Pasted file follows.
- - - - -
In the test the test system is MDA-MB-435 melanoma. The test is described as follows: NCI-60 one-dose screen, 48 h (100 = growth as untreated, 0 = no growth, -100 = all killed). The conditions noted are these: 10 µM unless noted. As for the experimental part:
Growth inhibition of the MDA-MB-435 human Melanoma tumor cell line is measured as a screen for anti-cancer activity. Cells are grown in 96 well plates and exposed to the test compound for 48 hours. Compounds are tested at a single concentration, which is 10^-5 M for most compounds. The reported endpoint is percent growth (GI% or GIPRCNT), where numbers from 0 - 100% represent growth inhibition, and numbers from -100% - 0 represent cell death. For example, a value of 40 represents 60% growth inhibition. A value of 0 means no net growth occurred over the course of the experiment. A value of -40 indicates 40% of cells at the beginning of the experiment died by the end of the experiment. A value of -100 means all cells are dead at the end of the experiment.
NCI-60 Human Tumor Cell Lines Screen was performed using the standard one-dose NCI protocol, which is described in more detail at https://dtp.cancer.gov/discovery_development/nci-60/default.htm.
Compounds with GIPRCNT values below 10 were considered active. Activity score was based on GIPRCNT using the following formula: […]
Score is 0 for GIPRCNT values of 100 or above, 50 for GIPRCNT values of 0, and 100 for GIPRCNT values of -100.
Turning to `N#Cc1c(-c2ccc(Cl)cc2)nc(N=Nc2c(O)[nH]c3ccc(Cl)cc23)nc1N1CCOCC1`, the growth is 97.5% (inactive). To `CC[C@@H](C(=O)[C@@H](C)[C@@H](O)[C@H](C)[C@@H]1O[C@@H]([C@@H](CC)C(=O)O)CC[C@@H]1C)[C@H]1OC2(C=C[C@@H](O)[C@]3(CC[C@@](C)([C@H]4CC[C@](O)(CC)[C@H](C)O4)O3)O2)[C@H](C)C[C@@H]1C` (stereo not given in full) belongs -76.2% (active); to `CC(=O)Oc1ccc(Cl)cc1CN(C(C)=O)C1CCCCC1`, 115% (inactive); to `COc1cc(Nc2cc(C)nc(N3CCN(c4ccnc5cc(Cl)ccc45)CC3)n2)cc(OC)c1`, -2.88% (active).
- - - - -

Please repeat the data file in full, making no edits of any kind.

In the test the test system is MDA-MB-435 melanoma. The test is described as follows: NCI-60 one-dose screen, 48 h (100 = growth as untreated, 0 = no growth, -100 = all killed). The conditions noted are these: 10 µM unless noted. As for the experimental part:
Growth inhibition of the MDA-MB-435 human Melanoma tumor cell line is measured as a screen for anti-cancer activity. Cells are grown in 96 well plates and exposed to the test compound for 48 hours. Compounds are tested at a single concentration, which is 10^-5 M for most compounds. The reported endpoint is percent growth (GI% or GIPRCNT), where numbers from 0 - 100% represent growth inhibition, and numbers from -100% - 0 represent cell death. For example, a value of 40 represents 60% growth inhibition. A value of 0 means no net growth occurred over the course of the experiment. A value of -40 indicates 40% of cells at the beginning of the experiment died by the end of the experiment. A value of -100 means all cells are dead at the end of the experiment.
NCI-60 Human Tumor Cell Lines Screen was performed using the standard one-dose NCI protocol, which is described in more detail at https://dtp.cancer.gov/discovery_development/nci-60/default.htm.
Compounds with GIPRCNT values below 10 were considered active. Activity score was based on GIPRCNT using the following formula: […]
Score is 0 for GIPRCNT values of 100 or above, 50 for GIPRCNT values of 0, and 100 for GIPRCNT values of -100.
Turning to `N#Cc1c(-c2ccc(Cl)cc2)nc(N=Nc2c(O)[nH]c3ccc(Cl)cc23)nc1N1CCOCC1`, the growth is 97.5% (inactive). To `CC[C@@H](C(=O)[C@@H](C)[C@@H](O)[C@H](C)[C@@H]1O[C@@H]([C@@H](CC)C(=O)O)CC[C@@H]1C)[C@H]1OC2(C=C[C@@H](O)[C@]3(CC[C@@](C)([C@H]4CC[C@](O)(CC)[C@H](C)O4)O3)O2)[C@H](C)C[C@@H]1C` (stereo not given in full) belongs -76.2% (active); to `CC(=O)Oc1ccc(Cl)cc1CN(C(C)=O)C1CCCCC1`, 115% (inactive); to `COc1cc(Nc2cc(C)nc(N3CCN(c4ccnc5cc(Cl)ccc45)CC3)n2)cc(OC)c1`, -2.88% (active).